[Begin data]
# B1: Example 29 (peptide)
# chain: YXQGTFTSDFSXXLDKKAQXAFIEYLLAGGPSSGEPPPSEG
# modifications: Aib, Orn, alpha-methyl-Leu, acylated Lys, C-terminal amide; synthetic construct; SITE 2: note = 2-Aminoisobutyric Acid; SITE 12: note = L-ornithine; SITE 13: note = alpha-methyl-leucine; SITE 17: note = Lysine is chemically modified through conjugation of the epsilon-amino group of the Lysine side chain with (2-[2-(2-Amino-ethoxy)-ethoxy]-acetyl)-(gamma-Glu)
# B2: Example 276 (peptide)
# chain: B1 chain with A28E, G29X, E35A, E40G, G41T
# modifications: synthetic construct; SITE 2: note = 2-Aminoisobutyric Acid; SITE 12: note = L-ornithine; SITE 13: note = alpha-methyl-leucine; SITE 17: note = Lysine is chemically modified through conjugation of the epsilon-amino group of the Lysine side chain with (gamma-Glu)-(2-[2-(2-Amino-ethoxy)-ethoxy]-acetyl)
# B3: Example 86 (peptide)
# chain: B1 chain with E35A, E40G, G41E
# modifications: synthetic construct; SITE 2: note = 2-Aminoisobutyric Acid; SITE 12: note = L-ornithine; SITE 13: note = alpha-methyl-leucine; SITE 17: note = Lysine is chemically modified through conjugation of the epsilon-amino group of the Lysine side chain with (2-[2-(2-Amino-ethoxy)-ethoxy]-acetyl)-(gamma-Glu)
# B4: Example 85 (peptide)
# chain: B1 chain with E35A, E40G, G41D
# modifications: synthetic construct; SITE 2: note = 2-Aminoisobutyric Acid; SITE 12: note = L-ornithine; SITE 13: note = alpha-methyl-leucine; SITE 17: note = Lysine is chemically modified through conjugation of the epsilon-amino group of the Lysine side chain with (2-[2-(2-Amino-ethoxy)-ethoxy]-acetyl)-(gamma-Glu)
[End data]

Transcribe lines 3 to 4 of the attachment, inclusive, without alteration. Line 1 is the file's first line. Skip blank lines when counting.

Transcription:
# modifications: Aib, Orn, alpha-methyl-Leu, acylated Lys, C-terminal amide; synthetic construct; SITE 2: note = 2-Aminoisobutyric Acid; SITE 12: note = L-ornithine; SITE 13: note = alpha-methyl-leucine; SITE 17: note = Lysine is chemically modified through conjugation of the epsilon-amino group of the Lysine side chain with (2-[2-(2-Amino-ethoxy)-ethoxy]-acetyl)-(gamma-Glu)
# B2: Example 276 (peptide)